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Managing Madness

Jericho was one of those TV shows that you don’t forget. In the first episode, right after some kind of attack (possibly nuclear) has hit the United States, is a gripping scene we all hope we never witness. As you can imagine, everyone is trying to buy gas, the lights are out, and it is utter pandemonium. You think this will end in madness, until the mayor of Jericho has the presence of mind to stand up and take the leadership role everyone needs to see in the midst of the disaster. His speech is stirring, and brings everyone back to their humanity from the animal state they had been rushing toward. It set the groundwork for a community that would fight the challenges together, rather than fighting each other instead.

In any crisis, good leadership can make the difference between success and failure, life and death. The worse the catastrophe, the more this is true. When that time comes, are you going to hope that someone else rises to the top? Or will you prepare yourself now to not only be a survivor, but a leader who will help to shape the future?

To do so, you will need to develop the skills to manage and lead people. If you own a business or have a management role at work, you may already be a step ahead. So what does the 3 o’clock progress report meeting have to do with TEOTWAWKI (the end of the world as we know it)? What are you going to do when people begin showing up at your door looking for help? We’re not talking nepharious looters but friends and family, people who have nowhere else to go. Sure, you could turn them away. But is that biblical? And if they are willing to work, then they are able to benefit the whole group—that is, if you have some basic people management and organizational skills. In addition, other valuable skills include logistics, planning, forecasting, budgeting, inventory management—all these things revolve around the idea of limited resources. The more limited the resources, the more talented the management needs to be.

So now, if you are sold that you need to add “manager and leader” to your list of prepper qualifications, how do you go about doing it?

1) Study

Business leadership and management are not too far off from what you are trying to accomplish, so start there. Visit your local library, ask friends, or peruse business blogs to find the best books and resources about management and leadership—especially managing people and managing through a crisis. You might have to use your imagination to apply the principles, but you will see the application if you are looking.

Additionally, study people. What different personality types are there? What motivates others? You don’t want to mistake someone who is just a shy, introverted personality for someone who is sneaky and untrustworthy, anymore than you want to dismiss the loud boisterous nature of someone else for what could spiral into violent behavior.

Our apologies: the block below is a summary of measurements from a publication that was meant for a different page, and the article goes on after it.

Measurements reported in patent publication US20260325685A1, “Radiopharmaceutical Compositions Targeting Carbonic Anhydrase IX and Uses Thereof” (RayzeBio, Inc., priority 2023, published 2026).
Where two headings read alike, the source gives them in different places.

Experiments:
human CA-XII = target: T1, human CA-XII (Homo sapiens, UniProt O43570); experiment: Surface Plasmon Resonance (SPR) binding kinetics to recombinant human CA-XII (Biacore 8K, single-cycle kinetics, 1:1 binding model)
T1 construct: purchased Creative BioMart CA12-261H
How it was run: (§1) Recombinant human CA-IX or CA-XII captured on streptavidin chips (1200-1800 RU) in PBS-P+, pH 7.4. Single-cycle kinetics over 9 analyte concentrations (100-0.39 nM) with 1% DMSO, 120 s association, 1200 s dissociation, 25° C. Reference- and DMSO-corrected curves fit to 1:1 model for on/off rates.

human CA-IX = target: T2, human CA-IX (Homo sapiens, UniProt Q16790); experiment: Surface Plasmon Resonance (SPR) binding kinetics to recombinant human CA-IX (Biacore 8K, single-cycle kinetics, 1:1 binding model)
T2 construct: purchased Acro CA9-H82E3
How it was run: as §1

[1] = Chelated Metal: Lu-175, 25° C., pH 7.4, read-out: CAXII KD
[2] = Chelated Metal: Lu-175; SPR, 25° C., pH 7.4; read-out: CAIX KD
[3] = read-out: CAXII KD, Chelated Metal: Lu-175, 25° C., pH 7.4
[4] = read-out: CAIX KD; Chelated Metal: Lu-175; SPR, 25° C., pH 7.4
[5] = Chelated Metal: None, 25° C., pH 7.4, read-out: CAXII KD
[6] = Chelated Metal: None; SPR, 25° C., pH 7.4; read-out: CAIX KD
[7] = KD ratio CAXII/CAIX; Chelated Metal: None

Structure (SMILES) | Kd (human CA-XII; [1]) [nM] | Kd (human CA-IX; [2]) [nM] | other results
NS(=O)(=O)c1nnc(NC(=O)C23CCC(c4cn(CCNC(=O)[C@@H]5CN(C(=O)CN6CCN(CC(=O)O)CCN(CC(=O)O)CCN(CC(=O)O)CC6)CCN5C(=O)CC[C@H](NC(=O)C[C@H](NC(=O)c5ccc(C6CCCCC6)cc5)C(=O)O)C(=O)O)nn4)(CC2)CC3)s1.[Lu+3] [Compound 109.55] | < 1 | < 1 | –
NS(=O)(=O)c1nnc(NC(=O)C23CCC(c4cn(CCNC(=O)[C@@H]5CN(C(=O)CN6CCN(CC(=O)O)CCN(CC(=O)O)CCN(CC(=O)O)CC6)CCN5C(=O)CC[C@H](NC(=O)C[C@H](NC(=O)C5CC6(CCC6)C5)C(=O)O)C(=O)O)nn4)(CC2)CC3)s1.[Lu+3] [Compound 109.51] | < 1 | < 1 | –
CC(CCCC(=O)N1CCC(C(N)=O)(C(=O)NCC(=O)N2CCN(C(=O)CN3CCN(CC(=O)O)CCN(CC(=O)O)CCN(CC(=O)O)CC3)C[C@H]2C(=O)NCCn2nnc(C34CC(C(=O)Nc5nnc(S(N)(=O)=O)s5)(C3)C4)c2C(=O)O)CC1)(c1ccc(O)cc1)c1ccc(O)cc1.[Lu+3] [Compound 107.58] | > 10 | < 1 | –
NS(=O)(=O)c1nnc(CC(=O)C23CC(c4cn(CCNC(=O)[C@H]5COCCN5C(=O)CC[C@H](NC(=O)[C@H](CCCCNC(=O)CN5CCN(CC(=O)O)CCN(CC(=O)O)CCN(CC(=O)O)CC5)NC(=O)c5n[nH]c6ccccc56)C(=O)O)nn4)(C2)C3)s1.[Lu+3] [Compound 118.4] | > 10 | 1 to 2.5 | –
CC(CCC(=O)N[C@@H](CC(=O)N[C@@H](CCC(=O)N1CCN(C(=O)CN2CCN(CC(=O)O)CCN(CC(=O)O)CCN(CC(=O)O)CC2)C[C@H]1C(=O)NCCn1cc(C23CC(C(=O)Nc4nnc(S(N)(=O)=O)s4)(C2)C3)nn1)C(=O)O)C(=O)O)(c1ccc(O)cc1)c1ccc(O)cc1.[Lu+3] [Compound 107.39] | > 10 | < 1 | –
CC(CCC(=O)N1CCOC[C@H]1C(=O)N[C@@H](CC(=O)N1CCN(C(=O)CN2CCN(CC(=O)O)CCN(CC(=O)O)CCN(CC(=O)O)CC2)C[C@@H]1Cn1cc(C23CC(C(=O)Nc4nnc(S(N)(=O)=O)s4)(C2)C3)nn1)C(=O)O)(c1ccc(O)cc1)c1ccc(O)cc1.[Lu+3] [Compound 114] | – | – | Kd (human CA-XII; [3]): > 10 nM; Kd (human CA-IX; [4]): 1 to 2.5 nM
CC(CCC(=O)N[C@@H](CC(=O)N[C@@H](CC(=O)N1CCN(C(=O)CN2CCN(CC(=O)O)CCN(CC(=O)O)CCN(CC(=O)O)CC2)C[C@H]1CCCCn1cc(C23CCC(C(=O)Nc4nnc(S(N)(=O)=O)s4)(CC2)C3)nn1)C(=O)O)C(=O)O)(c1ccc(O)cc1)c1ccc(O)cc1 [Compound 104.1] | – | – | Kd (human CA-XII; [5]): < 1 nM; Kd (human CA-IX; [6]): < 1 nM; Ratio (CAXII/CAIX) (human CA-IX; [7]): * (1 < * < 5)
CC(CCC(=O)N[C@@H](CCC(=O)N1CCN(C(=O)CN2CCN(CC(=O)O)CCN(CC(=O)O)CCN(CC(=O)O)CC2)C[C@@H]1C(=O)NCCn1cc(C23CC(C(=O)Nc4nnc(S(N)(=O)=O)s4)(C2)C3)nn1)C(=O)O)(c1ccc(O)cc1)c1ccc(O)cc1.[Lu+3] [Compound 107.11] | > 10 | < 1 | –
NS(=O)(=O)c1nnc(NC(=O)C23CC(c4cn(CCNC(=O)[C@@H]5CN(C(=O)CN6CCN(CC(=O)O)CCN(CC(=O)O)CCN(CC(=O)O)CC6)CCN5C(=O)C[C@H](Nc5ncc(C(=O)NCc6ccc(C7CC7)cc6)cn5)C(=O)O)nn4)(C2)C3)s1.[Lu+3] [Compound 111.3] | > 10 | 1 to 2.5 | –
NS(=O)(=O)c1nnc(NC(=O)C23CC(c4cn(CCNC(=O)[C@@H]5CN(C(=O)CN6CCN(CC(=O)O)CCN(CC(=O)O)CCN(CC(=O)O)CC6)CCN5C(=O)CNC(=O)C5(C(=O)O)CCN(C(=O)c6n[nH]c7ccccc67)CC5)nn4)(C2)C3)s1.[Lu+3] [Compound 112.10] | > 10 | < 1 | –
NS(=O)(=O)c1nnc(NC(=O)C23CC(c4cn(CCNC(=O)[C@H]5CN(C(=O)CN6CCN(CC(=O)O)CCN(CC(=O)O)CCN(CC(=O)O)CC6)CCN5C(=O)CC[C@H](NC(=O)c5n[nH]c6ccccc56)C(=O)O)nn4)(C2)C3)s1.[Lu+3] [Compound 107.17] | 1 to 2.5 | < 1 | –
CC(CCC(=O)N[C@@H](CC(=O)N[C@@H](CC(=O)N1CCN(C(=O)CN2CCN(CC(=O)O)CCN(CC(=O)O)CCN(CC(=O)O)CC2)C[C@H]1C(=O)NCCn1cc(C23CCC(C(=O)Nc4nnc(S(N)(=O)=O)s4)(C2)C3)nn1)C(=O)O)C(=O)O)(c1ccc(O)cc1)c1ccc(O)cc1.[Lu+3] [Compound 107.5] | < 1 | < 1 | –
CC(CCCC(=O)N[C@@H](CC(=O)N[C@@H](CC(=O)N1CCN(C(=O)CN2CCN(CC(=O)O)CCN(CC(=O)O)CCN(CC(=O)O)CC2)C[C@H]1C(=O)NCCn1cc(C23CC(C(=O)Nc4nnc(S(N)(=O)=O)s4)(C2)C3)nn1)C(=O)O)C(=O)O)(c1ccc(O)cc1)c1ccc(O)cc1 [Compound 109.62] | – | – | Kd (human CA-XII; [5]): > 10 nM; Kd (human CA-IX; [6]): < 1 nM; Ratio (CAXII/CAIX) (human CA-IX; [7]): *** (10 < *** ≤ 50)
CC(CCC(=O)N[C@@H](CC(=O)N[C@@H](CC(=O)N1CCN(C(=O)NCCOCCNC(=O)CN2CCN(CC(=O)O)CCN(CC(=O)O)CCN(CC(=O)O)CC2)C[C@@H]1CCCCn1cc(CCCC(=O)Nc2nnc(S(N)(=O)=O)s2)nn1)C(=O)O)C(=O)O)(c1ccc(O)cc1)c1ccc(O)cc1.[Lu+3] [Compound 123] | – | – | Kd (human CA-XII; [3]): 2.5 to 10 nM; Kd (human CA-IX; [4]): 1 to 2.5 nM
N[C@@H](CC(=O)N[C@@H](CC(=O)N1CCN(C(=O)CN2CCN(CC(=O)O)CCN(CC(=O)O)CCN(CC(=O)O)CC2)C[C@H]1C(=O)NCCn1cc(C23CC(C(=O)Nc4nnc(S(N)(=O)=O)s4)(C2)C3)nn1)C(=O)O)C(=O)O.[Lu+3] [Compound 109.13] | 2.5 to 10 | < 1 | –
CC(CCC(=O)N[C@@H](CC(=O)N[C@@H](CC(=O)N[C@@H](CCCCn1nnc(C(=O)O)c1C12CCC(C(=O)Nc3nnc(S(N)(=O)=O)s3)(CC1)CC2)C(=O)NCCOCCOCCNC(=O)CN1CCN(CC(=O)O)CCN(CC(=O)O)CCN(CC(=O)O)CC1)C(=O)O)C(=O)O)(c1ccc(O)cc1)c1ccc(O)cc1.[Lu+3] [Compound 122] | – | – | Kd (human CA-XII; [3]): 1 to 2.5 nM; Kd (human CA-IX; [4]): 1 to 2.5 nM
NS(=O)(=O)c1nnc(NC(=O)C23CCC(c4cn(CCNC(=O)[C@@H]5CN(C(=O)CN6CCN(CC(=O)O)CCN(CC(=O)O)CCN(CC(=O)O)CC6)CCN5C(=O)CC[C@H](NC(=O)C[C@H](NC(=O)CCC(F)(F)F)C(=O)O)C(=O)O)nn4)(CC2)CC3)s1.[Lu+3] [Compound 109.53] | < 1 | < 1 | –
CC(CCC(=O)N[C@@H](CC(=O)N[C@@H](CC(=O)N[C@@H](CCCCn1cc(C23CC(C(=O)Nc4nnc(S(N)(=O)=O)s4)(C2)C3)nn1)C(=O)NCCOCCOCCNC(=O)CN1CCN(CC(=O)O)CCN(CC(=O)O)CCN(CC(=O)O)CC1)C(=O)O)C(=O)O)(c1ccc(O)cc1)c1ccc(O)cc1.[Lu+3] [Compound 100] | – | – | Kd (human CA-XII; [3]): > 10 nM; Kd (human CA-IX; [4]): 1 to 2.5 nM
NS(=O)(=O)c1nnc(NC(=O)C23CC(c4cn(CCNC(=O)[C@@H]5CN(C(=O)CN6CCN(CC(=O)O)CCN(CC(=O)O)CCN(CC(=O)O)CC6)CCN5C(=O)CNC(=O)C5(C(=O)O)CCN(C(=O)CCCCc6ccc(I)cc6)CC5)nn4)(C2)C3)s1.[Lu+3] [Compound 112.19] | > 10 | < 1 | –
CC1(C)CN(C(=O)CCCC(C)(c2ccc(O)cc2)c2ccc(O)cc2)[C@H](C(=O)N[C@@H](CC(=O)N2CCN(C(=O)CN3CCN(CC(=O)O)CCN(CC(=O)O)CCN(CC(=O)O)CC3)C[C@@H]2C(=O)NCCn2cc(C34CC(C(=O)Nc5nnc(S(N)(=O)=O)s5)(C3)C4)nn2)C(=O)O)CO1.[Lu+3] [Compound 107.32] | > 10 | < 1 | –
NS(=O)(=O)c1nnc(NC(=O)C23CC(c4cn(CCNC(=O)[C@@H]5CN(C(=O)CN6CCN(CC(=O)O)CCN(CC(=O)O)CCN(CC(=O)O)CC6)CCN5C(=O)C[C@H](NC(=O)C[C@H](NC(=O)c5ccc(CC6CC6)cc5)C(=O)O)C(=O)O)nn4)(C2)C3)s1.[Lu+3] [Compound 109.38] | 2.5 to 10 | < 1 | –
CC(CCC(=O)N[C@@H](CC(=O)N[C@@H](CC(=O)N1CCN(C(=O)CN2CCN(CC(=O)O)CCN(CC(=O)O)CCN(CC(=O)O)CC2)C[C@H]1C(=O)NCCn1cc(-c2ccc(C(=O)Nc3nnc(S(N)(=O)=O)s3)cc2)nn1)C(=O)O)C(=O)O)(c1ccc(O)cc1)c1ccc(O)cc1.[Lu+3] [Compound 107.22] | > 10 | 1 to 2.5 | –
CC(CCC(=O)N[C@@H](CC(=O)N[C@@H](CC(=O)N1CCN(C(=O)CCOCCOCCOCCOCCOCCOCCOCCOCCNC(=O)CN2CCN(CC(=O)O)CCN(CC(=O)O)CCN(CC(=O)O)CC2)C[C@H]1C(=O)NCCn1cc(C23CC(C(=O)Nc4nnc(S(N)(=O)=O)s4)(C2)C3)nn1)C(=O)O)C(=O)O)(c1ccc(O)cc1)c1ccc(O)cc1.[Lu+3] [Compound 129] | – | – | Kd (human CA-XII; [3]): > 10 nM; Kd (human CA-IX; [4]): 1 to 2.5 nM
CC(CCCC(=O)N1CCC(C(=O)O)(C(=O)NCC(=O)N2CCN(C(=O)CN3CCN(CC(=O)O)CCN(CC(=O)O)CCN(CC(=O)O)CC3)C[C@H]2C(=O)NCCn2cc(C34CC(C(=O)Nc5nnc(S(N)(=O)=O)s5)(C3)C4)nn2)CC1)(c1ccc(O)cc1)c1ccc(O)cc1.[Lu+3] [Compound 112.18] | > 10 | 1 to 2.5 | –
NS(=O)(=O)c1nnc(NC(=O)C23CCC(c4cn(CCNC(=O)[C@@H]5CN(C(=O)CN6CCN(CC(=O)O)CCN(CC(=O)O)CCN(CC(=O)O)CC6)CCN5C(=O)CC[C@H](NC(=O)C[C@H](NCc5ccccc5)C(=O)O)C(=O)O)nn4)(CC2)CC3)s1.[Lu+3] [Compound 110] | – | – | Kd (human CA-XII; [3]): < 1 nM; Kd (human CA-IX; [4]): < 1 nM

And never forget the Word of God. Proverbs has much to say about both business and people, fools and wise people, and everything in between. Make it a practice to read at least a few of these daily and digest what they are saying.

2) Practice

Rarely (if ever) is someone able to master a skill from simply reading about it. Take the time to get out there and put your skills to use. Volunteer as a troop leader for the local boy scouts or girl scouts, sign up to be on the planning committee at your church, or even just spend some time at your city soup kitchen handing out meals. The lessons you learn as you meet people, hear their stories, and find ways to connect with them will be invaluable.

There are hidden blessings everywhere. In times of trouble are more opportunities for training. Events like Katrina, the earthquake in Haiti, and many more happenings going on every day cry out for the people of God to respond. Find a way to bring relief. Physically go and volunteer if possible. But if that is not feasible for whatever reason, gather resources, drum up support, or even organize a prayer group. Do something.

Also, consider more “business” type training. Participate in a Toast Masters’ club, or see what other resources are available in your community to learn money management, public speaking, etc. Even if the world does not fall apart, these skills will help you be a better and stronger person who can contribute more to your family and community regardless of the situation.

3) Build

In the opening story, the mayor of Jericho was successful not simply because he was a good orator. He knew the people he was leading. He was able to call them by name, recall happy moments together, and understand the fears that were leading them to act irrationally. You will be much more successful as a leader in challenging times if you have made the effort to build relationships in better ones. Do not wait until there is an emergency to meet your neighbors and connect to the larger community. Do it now. This may take a great effort for those of us who are not extroverted. However, which is harder—to go ask someone who is your friend if they are able to barter some flour for some tomatoes, or to approach a total stranger hoping they are not the malicious type?

As believers, we are called to be salt and light. Paul admonishes us to “look not every man on his own things, but every man also on the things of others.” (Philippians 2:4) And Ecclesiastes 4:12 reminds us that “though one may be overpowered, two can defend themselves. A cord of three strands is not quickly broken.” If we are to be the leaders that troubling times require, we must begin to prepare now. Not just with physical goods, or the know-how of survival techniques, but with the strength, maturity, and love to step into the void when the structures so many rely on today collapse. To bring together something new from the ashes that will shine the Messiah’s light to the world.

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